Julia Boorstin joined CNBC in May 2006 as a general assignment reporter. Later that year, she became CNBC's media and entertainment reporter working from CNBC's Los Angeles Bureau. Boorstin covers media with a special focus on the intersection of media and technology.
In 2013, Boorstin created and launched the CNBC Disruptor 50, an annual list highlighting the private companies transforming the economy and challenging companies in established industries. Additionally, she reported a documentary on the future of television for the network, "Stay Tuned…The Future of TV."
Boorstin joined CNBC from Fortune magazine where she was a business writer and reporter since 2000. During that time, she was also a contributor to "Street Life," a live market wrap-up segment on CNN Headline News.
In 2003, 2004 and 2006, The Journalist and Financial Reporting newsletter named Boorstin to the "TJFR 30 under 30" list of the most promising business journalists under 30 years old. She has also worked for the State Department's delegation to the Organisation for Economic Co-operation and Development and for Vice President Gore's domestic policy office.
She graduated with honors from Princeton University with a B.A. in history. She was also an editor of The Daily Princetonian.
Follow Julia Boorstin on Twitter @jboorstin.
Time Warner Cable and Viacom have been fighting over whether TWC can stream Viacom's channels to its iPad app in consumers' homes -- now they're turning to judges to decide. This is the latest development in what promises to be an ongoing battle between content creators and distributors -- who controls what?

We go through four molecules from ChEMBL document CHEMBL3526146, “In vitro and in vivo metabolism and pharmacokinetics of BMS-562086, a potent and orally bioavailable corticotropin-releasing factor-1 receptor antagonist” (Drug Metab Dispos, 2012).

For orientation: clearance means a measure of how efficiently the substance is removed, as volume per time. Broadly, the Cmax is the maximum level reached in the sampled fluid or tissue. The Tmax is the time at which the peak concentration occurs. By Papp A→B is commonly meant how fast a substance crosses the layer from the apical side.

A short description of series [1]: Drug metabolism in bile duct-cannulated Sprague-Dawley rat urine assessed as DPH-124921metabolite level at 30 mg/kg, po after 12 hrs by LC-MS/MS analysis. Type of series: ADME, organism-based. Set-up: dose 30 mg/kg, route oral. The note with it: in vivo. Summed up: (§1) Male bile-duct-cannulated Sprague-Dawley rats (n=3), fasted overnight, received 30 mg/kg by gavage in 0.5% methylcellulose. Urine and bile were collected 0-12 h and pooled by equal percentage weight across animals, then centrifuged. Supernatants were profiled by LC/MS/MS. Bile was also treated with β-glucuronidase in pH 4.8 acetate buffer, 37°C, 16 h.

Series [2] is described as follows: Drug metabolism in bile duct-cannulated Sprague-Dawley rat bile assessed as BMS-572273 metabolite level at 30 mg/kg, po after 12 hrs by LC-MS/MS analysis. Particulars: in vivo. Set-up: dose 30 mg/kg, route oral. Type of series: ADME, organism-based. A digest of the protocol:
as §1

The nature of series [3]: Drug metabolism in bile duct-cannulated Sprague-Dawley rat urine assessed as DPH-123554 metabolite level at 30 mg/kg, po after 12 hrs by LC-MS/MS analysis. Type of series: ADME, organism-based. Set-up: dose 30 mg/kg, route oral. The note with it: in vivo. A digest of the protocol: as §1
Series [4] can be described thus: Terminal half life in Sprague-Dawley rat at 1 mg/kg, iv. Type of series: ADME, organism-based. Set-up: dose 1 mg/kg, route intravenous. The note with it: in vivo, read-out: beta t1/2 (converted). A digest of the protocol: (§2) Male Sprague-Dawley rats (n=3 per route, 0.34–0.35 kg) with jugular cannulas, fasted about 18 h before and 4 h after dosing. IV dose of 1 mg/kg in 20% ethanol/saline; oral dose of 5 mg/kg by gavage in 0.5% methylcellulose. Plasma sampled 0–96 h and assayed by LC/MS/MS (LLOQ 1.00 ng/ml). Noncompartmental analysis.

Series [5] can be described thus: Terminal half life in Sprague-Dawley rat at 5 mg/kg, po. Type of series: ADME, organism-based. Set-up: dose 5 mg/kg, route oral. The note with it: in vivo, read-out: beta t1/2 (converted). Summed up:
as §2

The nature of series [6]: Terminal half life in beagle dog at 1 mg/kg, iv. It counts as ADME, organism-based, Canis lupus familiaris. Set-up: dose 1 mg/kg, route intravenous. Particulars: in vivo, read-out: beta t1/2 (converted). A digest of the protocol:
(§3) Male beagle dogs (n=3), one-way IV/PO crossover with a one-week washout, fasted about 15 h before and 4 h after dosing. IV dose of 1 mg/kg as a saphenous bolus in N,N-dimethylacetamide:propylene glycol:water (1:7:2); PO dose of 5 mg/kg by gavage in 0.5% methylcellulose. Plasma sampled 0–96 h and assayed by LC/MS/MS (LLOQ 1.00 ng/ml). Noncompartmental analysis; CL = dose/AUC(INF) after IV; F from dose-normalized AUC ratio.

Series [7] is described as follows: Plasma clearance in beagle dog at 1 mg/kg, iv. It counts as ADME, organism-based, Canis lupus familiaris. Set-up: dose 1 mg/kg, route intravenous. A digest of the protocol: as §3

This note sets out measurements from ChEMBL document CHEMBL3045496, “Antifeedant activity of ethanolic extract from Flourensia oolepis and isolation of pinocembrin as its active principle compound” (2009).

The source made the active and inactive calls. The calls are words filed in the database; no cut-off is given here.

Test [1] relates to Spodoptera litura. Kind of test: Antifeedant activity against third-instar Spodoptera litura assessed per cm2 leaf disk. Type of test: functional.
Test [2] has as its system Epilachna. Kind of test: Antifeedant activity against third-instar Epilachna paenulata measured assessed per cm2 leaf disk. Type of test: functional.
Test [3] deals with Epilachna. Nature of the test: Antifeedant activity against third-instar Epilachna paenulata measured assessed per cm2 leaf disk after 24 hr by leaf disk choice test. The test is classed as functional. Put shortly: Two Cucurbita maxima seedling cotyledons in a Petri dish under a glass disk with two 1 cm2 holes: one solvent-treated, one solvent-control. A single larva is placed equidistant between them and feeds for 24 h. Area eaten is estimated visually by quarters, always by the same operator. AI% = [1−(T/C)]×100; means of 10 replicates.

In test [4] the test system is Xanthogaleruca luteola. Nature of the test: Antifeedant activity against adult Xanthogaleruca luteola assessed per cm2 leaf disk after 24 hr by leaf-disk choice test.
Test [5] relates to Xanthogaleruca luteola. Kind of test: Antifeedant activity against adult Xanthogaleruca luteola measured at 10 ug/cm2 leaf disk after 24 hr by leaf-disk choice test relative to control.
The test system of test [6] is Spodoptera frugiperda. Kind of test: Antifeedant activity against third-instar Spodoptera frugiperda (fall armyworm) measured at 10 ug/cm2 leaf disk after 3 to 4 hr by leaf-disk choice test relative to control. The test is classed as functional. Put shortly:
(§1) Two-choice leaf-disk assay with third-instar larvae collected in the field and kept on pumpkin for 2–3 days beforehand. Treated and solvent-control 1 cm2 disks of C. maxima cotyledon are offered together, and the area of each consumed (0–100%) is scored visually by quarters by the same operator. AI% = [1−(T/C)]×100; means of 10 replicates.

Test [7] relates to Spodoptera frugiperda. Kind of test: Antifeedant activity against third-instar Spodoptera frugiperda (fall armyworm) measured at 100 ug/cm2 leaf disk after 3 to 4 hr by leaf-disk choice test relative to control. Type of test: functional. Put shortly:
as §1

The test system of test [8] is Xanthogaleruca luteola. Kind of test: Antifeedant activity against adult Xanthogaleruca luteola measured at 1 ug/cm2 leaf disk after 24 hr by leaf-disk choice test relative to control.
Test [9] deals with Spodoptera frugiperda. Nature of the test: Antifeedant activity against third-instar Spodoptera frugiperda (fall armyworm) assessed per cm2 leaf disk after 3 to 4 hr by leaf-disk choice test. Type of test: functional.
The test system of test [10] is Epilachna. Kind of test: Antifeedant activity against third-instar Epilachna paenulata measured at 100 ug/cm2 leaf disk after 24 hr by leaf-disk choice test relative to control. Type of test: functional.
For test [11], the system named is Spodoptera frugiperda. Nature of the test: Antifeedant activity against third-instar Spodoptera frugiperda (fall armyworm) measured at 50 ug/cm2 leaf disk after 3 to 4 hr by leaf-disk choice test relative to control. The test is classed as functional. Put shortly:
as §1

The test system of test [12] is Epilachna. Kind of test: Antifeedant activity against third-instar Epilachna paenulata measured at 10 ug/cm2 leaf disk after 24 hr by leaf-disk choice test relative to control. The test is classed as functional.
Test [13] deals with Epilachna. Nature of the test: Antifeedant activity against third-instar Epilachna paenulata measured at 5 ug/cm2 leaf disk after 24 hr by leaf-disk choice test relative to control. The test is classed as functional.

Facebook is all about sharing information with friends, and now it's applying that same approach to a wealth of information about its data management systems.
Lionsgate's deal to distribute 'Mad Men' on Netflix after its run on AMC is more than just a syndication deal — It speaks to the growth of streaming video and the fact that Hollywood is starting to think outside its box.
In the battle for domain name market share, Namecheap.com has turned public outrage at its rival's CEO into a gold mine. Namecheap responded to a video of GoDaddy's CEO Bob Parsons killing an elephant in Zimbabwe, offering a domain transfer special of just $4.99 to "all those disturbed by these actions."
The battle for your home entertainment dollars is heating up. Now cable and satellite TV companies are moving forward with plans to give consumers even more control over how and when they access entertainment as they look to keep subscribers from "cutting the cord."
Etsy is like eBay, but for a niche market — handmade goods. If you've not one of the site's eight million shoppers, imagine a hipster's DIY dream of handicrafts and art. Instead of buying something mass-produced from a giant corporation, you get to browse for a unique gem.
The 30 second spot is anything but dead - in fact advertisers are spending more than ever on ads on broadcast and cable TV. And TV ads are expected to grow even more this year, to 39.1 percent of all ad spending, around $60.5 billion, according to eMarketer.
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